Everything You Need to Know About Taking Minutes of a Meeting
Meeting minutes are essential for organizations. This tool ensures that employees, teams and attendees are on the same page after meetings.
Meeting minutes capture a written record of everything that occurs in a meeting so everyone — whether they attended the meeting or not — can stay in the loop. Companies might use a designated minute taker to keep such records, but this can be a tricky process.
Fortunately, learning some top tips and best practices when it comes to taking minutes can help make the process more efficient.
Do you need meeting minutes?
Taking meeting minutes can be a laborious and long process. It’s perfectly natural to wonder whether all the hard work and attention to detail are worth the effort. Isn’t it enough to take some brief notes for your own personal use? Do you really need to take minutes?
Meeting minutes are a historical documents that record key discussion points, decisions and actions. Unlike a transcript, which is a word-for-word record, meeting minutes deliver an accurate, concise, and impartial account of events. On the other hand, personal notes tend to focus on the parts of the agenda and actions that impact the individual. Therefore, personal meeting notes and meeting minutes are not comparable. Personal notes rarely contain either the required detail or sheer scope necessary to facilitate the function of meeting minutes.
Meeting minutes serve as a reference point for making key strategic decisions at many levels within the organization. They are instrumental in allowing businesses to chart their ongoing trajectories and track their progress. For some organizations in certain locations, meeting minutes are actually a legal requirement.
What does taking meeting minutes require?
As we’ve established, meeting minutes are an extremely important part of a business’s strategic evolution. As such, the task of taking them can be difficult and demanding. Aside from the magnitude of their importance, it can be difficult for anyone to keep up with meeting minutes.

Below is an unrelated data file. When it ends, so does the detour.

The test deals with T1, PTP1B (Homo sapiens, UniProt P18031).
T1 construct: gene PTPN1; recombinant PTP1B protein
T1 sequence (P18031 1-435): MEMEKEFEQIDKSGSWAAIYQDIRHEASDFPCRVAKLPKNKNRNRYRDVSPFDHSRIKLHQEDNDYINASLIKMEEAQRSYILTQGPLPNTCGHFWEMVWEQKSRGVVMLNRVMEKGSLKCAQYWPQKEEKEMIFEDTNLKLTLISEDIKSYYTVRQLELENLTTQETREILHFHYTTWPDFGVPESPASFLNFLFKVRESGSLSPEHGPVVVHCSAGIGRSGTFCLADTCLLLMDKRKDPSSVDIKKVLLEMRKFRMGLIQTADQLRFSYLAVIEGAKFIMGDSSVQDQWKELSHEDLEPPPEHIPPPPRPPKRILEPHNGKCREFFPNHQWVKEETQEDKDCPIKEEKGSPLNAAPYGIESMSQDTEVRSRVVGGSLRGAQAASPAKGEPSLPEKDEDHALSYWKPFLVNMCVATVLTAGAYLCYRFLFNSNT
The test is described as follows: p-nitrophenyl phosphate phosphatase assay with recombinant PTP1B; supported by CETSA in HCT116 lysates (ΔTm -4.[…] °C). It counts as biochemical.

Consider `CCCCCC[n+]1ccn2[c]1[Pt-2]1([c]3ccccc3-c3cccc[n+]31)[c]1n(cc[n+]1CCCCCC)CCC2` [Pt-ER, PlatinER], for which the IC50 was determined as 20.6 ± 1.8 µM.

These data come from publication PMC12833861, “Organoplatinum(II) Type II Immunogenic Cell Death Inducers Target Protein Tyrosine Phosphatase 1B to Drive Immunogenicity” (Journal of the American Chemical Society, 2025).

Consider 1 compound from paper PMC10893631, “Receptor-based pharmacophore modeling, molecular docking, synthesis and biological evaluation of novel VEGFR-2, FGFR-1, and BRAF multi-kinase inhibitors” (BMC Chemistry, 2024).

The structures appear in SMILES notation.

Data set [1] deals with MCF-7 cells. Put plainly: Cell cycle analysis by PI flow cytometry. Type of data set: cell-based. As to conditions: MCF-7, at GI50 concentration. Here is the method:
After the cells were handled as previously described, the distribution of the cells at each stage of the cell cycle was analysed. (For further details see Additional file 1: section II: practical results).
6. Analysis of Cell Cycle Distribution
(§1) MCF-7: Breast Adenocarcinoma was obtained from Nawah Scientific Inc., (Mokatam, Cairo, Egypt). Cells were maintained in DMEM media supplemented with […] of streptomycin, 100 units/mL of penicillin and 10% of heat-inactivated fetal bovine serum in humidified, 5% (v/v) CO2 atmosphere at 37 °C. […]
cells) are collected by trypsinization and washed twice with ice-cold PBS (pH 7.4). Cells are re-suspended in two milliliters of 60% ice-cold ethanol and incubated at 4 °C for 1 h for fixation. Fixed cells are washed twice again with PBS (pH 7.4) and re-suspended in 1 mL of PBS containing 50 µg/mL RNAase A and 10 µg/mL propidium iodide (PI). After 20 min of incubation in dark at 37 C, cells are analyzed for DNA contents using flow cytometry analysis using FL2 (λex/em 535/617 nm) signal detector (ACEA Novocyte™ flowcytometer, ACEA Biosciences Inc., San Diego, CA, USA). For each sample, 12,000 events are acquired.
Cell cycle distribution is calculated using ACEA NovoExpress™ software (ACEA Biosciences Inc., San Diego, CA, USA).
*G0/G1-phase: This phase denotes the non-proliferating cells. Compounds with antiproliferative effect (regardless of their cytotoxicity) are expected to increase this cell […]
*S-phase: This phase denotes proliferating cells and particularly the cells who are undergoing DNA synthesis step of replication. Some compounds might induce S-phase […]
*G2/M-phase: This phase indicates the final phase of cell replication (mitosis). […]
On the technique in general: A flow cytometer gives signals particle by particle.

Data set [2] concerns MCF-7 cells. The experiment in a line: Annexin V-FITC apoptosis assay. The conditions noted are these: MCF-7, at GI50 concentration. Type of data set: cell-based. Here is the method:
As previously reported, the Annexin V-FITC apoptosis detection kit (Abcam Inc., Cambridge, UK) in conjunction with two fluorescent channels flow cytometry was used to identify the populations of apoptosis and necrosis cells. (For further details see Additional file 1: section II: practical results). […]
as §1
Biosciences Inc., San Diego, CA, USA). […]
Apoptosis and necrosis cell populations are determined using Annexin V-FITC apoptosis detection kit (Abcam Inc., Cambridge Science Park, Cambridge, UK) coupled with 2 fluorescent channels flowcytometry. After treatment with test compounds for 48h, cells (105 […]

Taking minutes requires a certain set of skills. Even to seasoned administrators may face challenges creating a complete record. Let’s take a look at what skills a person needs to take meeting minutes effectively:
Outstanding multitasking skills
An in-house meeting minutes taker is not a stenographer. They don’t just document everything participants say at the meeting. They’re often also usually active participants and need to be present within the conversation. This multitasking is not something that everyone can manage.
It’s easy for the mind to wander, especially in long and (let’s be honest) boring meetings. However, minute takers need to be constantly present and in the moment. Allow yourself to be distracted, even momentarily, and an important statement or proposition might escape your notice.
An ear for detail
Did she just say “insurance” or “assurance”? Did we just agree that the next meeting will take place on the 22nd of May or March? Meetings can move at a fast pace. Participants don’t always have time to repeat themselves or offer clarification to other participants or minute takers.
When taking minutes you need an ear for detail. Homophones or similar-sounding words and dates or numbers can make this particularly challenging. You need to have faith in your ability to record the details with pinpoint accuracy, even with these complicating factors.
How transcription services can help
Taking minutes is a hard process that requires great attention to detail. A better practice is often to record your meetings and then get the minutes professionally transcribed by a dedicated transcription service.
Transcription services save time and effort on the part of administrative staff. They save resources and guarantee quality so businesses can ensure their meeting minutes support their teams. Service providers simplify an arduous task, meaning all attendees can fully focus and be present within the meeting.